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Leg 6 - Prince Rupert, B.C.; Sitka, Ketchikan, Alaska

Leg Six Itinerary

October 1, 2005, 55.48N, 133.57W, Log: 95,361 miles
Moored in North Harbor, Petersburg, Alaska
Baro: 1007, Cockpit Temp: 46F, foggy Cabin: 69F (the furnace is on!)

WE MADE IT!


Sailing at South Sawyer Glacier
Our goal of Leg 6 was to reach Tracy Arm, the magnificent, ice-choked fjord with one of the most active tidewater glaciers anywhere. At 57 degrees north, Tracy Arm is at the same latitude as Cape Horn.

Yesterday at 0530 our alarms went off and by 0600 with the skies still dark we had raised anchor and were underway on a 24 mile narrow, twisting deep fjord, not sure how far we would be able to go before ice would block our way. As the skies lightened, we saw dozens of waterfalls lining the 3000' sheer cliffs on either side. In places trees clung to tiny cracks and crevices in the wall. We didn't see any ice until we were within five miles of the end of the fjord, but then it started to get thicker and thicker. Frequently we came to neutral, searching for leads through the ice. Several times I thought we would have to turn back without seeing the glacier, but we just kept slowly inching forward until we rounded a corner and saw the North Sawyer Glacier. I knew it wasn't far now until we would be able to see the larger and more accessible South Sawyer Glacier.

One more ice-choked turn and WOW! What a sight! Deep, intense cobalt blue, thousands of feet high, frequently calving with huge pieces of the face breaking off, this immense glacial wall was IT! To make it even better, the drizzle stopped and the sun broke through. We quickly launched the dinghy and Amanda zoomed (and clunked!) off to take some pictures of Mahina Tiare under sail in the ice, again! It felt like we were in a magic wonderland with seals popping their heads up to look at us, eagles soaring overhead and this incredible, unreal seascape of all sizes and shapes of ice clogging the bay.


South Sawyer Glacier

Crew form a line up to push ice


After an hour or two of exploring and oohing and ahhhing, we headed back down the fjord and set sail south for the first time this year. We made it to tiny Entrance Island in Hobart Bay with just ten minutes of daylight left, and lucky us, the little state park float was empty, so we didn't have to anchor in the very deep outer bay.

Well, let's bring you up to date on Leg 6!


Dropping the mainsail

Prince Rupert


Our intrepid crew joined us in Prince Rupert, Canada on Friday, Sept. 23rd. We went through safety orientation and after Lore's birthday celebration, with brownies and fudge made by Betsy, we set sail for Brundige Inlet on Dundas Island, just a couple miles south of the Alaska border. We had some drizzle but it didn't damper our crew's enthusiasm to learn the ropes.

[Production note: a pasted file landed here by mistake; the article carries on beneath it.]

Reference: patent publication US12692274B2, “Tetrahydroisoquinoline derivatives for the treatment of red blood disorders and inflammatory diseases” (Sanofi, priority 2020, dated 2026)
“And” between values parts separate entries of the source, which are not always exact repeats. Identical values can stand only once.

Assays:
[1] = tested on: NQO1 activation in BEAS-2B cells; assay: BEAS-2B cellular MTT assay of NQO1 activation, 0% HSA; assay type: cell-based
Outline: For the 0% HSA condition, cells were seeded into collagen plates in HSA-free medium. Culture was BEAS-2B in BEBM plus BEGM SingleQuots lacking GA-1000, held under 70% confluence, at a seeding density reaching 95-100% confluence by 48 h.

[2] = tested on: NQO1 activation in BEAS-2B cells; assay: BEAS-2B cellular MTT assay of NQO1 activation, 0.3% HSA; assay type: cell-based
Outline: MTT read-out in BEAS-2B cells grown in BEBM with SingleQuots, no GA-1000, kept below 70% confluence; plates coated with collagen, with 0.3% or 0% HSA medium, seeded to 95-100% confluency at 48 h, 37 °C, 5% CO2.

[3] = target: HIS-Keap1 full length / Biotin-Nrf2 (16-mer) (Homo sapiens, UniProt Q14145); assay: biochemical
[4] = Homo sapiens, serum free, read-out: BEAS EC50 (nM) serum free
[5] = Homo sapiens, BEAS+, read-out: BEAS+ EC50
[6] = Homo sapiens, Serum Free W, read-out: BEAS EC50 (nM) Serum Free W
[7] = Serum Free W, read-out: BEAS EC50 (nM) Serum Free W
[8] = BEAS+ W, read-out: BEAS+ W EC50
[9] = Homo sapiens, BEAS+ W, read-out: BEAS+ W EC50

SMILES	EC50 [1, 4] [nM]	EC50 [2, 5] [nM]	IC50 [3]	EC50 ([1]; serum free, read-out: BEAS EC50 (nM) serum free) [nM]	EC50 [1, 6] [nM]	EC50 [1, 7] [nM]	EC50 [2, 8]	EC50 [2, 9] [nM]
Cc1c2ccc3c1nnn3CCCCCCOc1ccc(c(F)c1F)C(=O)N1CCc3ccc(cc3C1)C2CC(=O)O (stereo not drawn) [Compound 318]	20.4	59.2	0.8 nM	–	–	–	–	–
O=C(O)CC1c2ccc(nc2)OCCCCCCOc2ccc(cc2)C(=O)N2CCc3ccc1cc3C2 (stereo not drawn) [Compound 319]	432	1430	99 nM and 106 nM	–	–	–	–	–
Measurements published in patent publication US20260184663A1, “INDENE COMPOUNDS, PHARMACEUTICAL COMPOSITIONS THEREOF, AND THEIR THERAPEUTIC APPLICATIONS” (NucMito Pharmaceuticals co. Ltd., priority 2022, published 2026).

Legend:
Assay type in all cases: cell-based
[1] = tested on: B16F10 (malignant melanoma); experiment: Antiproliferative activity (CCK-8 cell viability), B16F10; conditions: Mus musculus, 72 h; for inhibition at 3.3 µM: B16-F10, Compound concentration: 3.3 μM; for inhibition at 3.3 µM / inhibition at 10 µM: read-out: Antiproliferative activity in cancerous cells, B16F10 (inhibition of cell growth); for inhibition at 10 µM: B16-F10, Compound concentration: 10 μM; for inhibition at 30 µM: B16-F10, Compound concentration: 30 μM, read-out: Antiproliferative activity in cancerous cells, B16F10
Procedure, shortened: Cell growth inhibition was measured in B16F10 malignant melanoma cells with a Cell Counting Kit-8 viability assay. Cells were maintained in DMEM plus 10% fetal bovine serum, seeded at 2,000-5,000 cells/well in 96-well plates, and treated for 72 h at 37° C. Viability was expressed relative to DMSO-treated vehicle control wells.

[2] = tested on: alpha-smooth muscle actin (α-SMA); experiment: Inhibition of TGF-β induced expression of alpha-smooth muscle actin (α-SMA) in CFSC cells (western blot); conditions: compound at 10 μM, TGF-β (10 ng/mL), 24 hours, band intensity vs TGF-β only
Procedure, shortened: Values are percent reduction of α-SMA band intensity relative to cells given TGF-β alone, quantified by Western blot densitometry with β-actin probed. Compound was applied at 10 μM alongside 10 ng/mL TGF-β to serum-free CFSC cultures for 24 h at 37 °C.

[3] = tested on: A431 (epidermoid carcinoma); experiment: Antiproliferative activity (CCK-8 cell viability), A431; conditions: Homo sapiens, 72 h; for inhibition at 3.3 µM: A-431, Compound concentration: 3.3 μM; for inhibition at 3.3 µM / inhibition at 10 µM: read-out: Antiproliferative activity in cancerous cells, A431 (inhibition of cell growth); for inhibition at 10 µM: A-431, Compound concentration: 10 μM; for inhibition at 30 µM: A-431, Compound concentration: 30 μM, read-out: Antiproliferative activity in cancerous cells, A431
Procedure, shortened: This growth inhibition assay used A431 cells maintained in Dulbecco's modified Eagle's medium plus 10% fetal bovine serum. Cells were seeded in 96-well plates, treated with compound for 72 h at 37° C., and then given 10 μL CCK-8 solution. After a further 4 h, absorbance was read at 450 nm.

Lore's birthday celebration

Leaving Rupert's Cow Bay waterfront

Passing Green Is. lighthouse

Ron takes a reef

Betsy practices shaking a reef


So as to arrive in Ketchikan before Customs closed, we raised anchor in the dark and slowly picked our way out the narrow channel. There was plenty of light once we were clear of the inlet and we had a good sail Saturday to Ketchikan, practicing reefing and Lifesling Overboard before arriving in Ketchikan in time for customs. Our crew made a beeline for Tongass Trading Company, our all-time favorite outdoor sports store where they picked up additional gloves, boots, hats, fleece and rain gear. I don't think they believed our Temperate Climate Sea Bag list! We enjoyed a super dinner at the Cape Fox Lodge, a native-owned lodge perched high above Thomas Basin and accessed by a funicular.


Entering Thomas Basin, Ketchikan

Downtown Ketchikan

Ketchikan waterfront


Our destination Sunday became Coffman Cove. We are trying to stop at as many places this year that we haven't visited in previous Alaska expeditions, and this spot sounded interesting. With just a population of 100 or so, mainly loggers and a few fishermen, this is a real Alaska village!

As we were tying up to the float plane dock (no planes were expected) Big B, a charter fishing skipper and his wife were hoisting up the second largest halibut he had ever caught. He gave us some halibut and salmon for dinner and Amanda is going to share his favorite recipes in one of her next 48 North magazine columns.


Ron inspects dinner

Big B displays his halibut's eye

Deft knife work on the halibut

Our fresh halibut and salmon dinner


Petersburg, Little Norway, was our next stop, but we had to go through some areas of very heavy fog where we could see wakes from passing boats, but could only see the boats on radar, although they were just a quarter mile away! When the sun came out we were surrounded by humpback whales! Our crew were busy snapping pictures in all directions as the whales were feeding in preparation for their winter voyage to Hawaii. Those whales aren't dumb!


Whales

Bear

Seals

A quiet day net fishing